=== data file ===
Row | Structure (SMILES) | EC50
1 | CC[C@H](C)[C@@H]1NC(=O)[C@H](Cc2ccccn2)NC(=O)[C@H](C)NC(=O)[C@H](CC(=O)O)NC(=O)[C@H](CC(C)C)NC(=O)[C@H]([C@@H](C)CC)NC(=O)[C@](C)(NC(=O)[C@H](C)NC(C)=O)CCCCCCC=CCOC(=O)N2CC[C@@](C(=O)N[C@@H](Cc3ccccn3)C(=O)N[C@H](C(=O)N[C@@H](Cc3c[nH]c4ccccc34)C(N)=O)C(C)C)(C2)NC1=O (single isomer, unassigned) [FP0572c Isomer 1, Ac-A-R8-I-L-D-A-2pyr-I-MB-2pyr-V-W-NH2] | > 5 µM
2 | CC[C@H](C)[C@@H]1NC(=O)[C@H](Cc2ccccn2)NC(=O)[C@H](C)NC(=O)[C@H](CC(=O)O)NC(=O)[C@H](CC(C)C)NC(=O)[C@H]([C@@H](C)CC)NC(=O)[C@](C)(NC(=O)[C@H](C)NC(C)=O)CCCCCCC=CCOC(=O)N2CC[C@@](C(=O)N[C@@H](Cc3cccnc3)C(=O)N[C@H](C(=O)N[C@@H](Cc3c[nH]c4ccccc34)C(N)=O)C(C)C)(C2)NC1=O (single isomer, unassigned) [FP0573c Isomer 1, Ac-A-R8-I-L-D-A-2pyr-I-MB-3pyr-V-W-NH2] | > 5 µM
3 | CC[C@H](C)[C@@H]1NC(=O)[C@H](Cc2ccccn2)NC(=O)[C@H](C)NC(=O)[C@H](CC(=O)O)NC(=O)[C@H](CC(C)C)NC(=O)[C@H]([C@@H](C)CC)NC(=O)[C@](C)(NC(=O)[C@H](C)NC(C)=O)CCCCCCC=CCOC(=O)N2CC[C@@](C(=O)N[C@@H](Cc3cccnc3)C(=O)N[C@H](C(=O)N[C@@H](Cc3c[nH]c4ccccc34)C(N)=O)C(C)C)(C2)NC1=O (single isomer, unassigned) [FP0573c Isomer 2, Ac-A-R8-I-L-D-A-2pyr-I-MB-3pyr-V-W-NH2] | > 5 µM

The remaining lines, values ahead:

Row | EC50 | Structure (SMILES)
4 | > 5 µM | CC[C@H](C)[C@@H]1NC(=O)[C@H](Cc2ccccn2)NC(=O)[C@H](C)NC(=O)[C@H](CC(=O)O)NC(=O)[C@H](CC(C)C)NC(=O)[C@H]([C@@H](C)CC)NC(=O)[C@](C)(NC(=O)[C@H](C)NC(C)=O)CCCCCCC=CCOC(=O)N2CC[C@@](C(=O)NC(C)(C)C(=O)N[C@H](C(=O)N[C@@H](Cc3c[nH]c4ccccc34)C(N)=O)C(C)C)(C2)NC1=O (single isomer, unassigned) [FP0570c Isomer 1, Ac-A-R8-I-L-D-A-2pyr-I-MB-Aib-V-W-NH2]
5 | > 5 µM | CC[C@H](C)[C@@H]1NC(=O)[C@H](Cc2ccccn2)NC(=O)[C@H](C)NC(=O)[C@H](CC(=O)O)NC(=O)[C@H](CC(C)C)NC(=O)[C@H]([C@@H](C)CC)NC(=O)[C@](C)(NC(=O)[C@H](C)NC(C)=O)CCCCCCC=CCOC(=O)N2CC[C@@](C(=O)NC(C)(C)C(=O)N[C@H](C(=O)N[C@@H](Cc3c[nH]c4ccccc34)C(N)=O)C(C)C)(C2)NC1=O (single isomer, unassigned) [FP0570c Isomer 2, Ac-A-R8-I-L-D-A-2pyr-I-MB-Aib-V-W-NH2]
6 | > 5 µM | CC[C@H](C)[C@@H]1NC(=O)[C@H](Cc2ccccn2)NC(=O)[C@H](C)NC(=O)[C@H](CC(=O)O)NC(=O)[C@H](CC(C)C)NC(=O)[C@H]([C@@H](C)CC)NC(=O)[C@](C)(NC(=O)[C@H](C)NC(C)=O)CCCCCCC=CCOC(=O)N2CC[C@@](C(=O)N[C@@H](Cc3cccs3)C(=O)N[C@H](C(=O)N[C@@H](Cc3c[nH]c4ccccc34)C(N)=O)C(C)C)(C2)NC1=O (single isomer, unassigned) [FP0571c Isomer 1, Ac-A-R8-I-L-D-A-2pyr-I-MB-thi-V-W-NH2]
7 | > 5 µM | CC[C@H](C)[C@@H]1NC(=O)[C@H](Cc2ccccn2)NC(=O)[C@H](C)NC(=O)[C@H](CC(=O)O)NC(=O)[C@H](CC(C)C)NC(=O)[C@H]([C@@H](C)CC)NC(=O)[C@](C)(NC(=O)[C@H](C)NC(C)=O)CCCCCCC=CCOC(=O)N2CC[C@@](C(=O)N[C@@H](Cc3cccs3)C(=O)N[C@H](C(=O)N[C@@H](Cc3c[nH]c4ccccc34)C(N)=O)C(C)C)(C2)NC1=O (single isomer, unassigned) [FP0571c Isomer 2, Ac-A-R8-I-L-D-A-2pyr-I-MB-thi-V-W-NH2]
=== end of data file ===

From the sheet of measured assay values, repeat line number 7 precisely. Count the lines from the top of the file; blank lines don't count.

4 | > 5 µM | CC[C@H](C)[C@@H]1NC(=O)[C@H](Cc2ccccn2)NC(=O)[C@H](C)NC(=O)[C@H](CC(=O)O)NC(=O)[C@H](CC(C)C)NC(=O)[C@H]([C@@H](C)CC)NC(=O)[C@](C)(NC(=O)[C@H](C)NC(C)=O)CCCCCCC=CCOC(=O)N2CC[C@@](C(=O)NC(C)(C)C(=O)N[C@H](C(=O)N[C@@H](Cc3c[nH]c4ccccc34)C(N)=O)C(C)C)(C2)NC1=O (single isomer, unassigned) [FP0570c Isomer 1, Ac-A-R8-I-L-D-A-2pyr-I-MB-Aib-V-W-NH2]